W.Va. residents speak out against proposed pipeline
BERKELEY SPRINGS — Armed with statistics, geological surveys and impassioned personal pleas, an estimated 100 residents presented their case to try to persuade the West Virginia Department of Environmental Protection not to grant Mountaineer Gas a stormwater management permit to build a 23-mile natural gas line from Morgan County down into Martinsburg at a public hearing held at Berkeley Spring High School on Tuesday.
Thirty-two speakers offered comments during the roughly 105-minute meeting, citing possible pipeline leaks, water supply pollution, devalued property values and a potential threat to natural wildlife among other reasons for the WVDEP to turn down Mountaineer’s pipeline application.
Hailing from the Eastern Panhandle, Maryland, Washington, D.C. and central West Virginia, speakers touched on one central concern: the environmental impact — both personal and commercial — on area drinking water if the pipeline were to rupture and leak.
“People living in this area depend upon the Potomac River and karst (porous) area wells and springs for their drinking water, water for their livestock and agricultural irrigation, and for the purity of water for manufacturing, such as the newly established Procter & Gamble complex,” said Martinsburg resident Cam Trowbridge, former president of the Opequon Creek Project, one of several area grass roots environmental groups to attend the meeting.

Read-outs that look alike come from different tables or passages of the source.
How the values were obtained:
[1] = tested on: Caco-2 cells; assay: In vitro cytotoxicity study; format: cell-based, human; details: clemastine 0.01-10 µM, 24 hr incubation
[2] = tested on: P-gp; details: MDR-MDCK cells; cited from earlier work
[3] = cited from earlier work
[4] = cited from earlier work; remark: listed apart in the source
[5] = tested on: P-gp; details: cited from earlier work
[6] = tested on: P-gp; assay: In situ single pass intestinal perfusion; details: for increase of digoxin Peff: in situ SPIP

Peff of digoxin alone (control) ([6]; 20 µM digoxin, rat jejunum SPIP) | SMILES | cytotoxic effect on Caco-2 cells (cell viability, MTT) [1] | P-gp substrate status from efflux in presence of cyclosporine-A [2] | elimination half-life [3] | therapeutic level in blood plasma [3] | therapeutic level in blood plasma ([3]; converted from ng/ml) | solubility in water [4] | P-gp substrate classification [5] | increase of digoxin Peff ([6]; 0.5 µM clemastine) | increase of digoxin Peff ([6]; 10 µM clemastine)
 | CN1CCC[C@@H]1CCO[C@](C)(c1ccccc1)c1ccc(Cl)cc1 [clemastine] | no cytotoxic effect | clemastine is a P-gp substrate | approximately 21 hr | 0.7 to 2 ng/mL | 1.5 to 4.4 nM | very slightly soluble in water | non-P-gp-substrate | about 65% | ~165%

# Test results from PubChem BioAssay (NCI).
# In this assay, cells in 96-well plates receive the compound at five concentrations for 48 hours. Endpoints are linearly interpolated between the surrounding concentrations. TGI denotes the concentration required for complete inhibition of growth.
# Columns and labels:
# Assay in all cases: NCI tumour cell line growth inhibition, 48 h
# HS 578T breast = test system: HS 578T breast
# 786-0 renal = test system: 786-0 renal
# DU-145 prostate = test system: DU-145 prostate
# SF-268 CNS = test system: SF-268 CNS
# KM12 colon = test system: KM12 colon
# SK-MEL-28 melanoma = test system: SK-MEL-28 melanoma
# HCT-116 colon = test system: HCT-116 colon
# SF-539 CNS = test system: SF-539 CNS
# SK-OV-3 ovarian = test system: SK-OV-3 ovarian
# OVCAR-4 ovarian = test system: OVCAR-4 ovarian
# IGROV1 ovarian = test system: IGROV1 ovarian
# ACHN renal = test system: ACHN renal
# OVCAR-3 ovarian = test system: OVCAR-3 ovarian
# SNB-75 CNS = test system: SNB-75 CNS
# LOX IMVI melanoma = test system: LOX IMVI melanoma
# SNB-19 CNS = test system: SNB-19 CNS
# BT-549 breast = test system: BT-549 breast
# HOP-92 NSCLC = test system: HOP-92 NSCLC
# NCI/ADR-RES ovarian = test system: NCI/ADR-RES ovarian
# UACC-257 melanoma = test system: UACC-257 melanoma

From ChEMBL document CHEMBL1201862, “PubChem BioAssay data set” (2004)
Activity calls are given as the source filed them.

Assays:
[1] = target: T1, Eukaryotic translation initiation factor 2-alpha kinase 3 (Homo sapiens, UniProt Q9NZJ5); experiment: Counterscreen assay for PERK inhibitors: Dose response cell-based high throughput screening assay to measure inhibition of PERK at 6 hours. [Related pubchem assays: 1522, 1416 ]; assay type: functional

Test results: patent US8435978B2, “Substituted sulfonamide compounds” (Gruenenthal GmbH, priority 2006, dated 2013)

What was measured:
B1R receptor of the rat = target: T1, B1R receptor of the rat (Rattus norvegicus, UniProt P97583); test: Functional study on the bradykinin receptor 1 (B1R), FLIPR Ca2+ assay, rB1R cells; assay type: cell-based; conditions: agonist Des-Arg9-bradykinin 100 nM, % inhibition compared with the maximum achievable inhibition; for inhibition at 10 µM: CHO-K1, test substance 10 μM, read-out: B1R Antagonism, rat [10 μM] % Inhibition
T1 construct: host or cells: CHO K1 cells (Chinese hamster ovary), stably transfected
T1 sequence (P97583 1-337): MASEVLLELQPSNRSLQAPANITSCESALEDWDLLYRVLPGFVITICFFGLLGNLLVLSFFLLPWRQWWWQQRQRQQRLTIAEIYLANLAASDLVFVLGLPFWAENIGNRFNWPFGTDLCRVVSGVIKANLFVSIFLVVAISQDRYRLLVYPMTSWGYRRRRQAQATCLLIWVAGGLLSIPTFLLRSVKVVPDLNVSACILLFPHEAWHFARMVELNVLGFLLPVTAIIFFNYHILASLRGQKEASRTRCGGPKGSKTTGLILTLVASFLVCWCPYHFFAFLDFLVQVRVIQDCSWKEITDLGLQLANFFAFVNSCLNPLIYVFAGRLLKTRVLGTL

Lee Baron, a self described “soil analyst,” who grows trees in Maryland, said the potential gas pipeline seepage into the local water supply “will compromise everything I am doing.”
Several speakers described Mountaineer’s permit application “insufficient” or “incomplete,” citing the lack of a “flood mitigation plan for karst (porous soil) areas.”
Neither Mountaineer officials nor local Eastern Panhandle legislators spoke at the meeting.
If granted a permit, Mountaineer Gas plans to construct a $30 million natural gas pipeline project to run from Berkeley Springs in Morgan County to Martinsburg in Berkeley County that would more than double its natural gas output in the area.
Construction of the 22. 5-mile pipeline — the first phase in a projected three-phase pipeline project — is scheduled to start in the first quarter this year and be completed by year end, or first quarter 2019, according to Mountaineer Gas senior vice president and chief administrative officer Moses Skaff during a project overview to the Berkeley County Development Authority on Aug. 9.
The second phase would expand the pipeline from Martinsburg down through Kearneysville to Charles Town. A third phase would extend a pipeline from Martinsburg west over to Route 34.
The third phase of the project would run a 29-mile line extension from Martinsburg through Jefferson County to Charles Town and Ranson, Middleway and Shepherdstown.
The West Virginia Public Service Commission has granted approval for the first phase of the pipeline project. Mountaineer must re-apply to the commission for approval for both phase two and three.